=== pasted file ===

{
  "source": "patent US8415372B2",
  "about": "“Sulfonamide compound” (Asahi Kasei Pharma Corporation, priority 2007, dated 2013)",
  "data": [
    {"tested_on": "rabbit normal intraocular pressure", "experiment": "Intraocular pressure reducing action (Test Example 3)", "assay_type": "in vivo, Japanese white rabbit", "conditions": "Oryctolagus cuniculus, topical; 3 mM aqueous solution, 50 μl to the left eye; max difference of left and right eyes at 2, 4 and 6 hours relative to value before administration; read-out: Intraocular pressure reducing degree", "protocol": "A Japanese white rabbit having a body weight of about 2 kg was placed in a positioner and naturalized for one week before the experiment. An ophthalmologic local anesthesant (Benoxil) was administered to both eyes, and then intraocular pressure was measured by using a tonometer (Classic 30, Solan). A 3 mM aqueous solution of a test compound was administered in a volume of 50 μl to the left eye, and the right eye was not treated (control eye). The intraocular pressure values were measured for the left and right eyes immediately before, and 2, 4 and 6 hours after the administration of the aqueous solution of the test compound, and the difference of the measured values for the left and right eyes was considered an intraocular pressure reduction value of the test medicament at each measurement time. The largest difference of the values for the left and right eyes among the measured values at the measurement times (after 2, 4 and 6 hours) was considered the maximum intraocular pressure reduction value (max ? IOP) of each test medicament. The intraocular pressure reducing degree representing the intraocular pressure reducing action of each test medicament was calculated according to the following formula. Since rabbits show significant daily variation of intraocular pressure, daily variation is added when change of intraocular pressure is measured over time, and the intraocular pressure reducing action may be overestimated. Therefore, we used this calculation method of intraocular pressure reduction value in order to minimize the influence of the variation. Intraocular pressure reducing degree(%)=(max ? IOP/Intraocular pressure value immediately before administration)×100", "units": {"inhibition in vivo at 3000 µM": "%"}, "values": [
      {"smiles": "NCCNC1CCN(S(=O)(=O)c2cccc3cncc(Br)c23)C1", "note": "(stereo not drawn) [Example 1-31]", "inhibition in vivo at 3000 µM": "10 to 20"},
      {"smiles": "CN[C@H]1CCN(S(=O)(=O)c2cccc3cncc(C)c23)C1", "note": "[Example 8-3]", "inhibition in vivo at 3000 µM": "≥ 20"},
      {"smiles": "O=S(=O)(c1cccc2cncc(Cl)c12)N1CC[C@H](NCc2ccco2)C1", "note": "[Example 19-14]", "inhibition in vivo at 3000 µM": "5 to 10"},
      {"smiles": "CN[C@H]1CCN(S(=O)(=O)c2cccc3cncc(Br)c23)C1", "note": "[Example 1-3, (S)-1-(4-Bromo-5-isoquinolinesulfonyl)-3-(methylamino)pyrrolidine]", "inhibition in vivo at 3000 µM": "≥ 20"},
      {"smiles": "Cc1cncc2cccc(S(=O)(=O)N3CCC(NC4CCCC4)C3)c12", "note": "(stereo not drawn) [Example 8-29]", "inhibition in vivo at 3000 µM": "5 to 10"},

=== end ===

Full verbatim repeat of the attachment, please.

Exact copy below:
{
  "source": "patent US8415372B2",
  "about": "“Sulfonamide compound” (Asahi Kasei Pharma Corporation, priority 2007, dated 2013)",
  "data": [
    {"tested_on": "rabbit normal intraocular pressure", "experiment": "Intraocular pressure reducing action (Test Example 3)", "assay_type": "in vivo, Japanese white rabbit", "conditions": "Oryctolagus cuniculus, topical; 3 mM aqueous solution, 50 μl to the left eye; max difference of left and right eyes at 2, 4 and 6 hours relative to value before administration; read-out: Intraocular pressure reducing degree", "protocol": "A Japanese white rabbit having a body weight of about 2 kg was placed in a positioner and naturalized for one week before the experiment. An ophthalmologic local anesthesant (Benoxil) was administered to both eyes, and then intraocular pressure was measured by using a tonometer (Classic 30, Solan). A 3 mM aqueous solution of a test compound was administered in a volume of 50 μl to the left eye, and the right eye was not treated (control eye). The intraocular pressure values were measured for the left and right eyes immediately before, and 2, 4 and 6 hours after the administration of the aqueous solution of the test compound, and the difference of the measured values for the left and right eyes was considered an intraocular pressure reduction value of the test medicament at each measurement time. The largest difference of the values for the left and right eyes among the measured values at the measurement times (after 2, 4 and 6 hours) was considered the maximum intraocular pressure reduction value (max ? IOP) of each test medicament. The intraocular pressure reducing degree representing the intraocular pressure reducing action of each test medicament was calculated according to the following formula. Since rabbits show significant daily variation of intraocular pressure, daily variation is added when change of intraocular pressure is measured over time, and the intraocular pressure reducing action may be overestimated. Therefore, we used this calculation method of intraocular pressure reduction value in order to minimize the influence of the variation. Intraocular pressure reducing degree(%)=(max ? IOP/Intraocular pressure value immediately before administration)×100", "units": {"inhibition in vivo at 3000 µM": "%"}, "values": [
      {"smiles": "NCCNC1CCN(S(=O)(=O)c2cccc3cncc(Br)c23)C1", "note": "(stereo not drawn) [Example 1-31]", "inhibition in vivo at 3000 µM": "10 to 20"},
      {"smiles": "CN[C@H]1CCN(S(=O)(=O)c2cccc3cncc(C)c23)C1", "note": "[Example 8-3]", "inhibition in vivo at 3000 µM": "≥ 20"},
      {"smiles": "O=S(=O)(c1cccc2cncc(Cl)c12)N1CC[C@H](NCc2ccco2)C1", "note": "[Example 19-14]", "inhibition in vivo at 3000 µM": "5 to 10"},
      {"smiles": "CN[C@H]1CCN(S(=O)(=O)c2cccc3cncc(Br)c23)C1", "note": "[Example 1-3, (S)-1-(4-Bromo-5-isoquinolinesulfonyl)-3-(methylamino)pyrrolidine]", "inhibition in vivo at 3000 µM": "≥ 20"},
      {"smiles": "Cc1cncc2cccc(S(=O)(=O)N3CCC(NC4CCCC4)C3)c12", "note": "(stereo not drawn) [Example 8-29]", "inhibition in vivo at 3000 µM": "5 to 10"},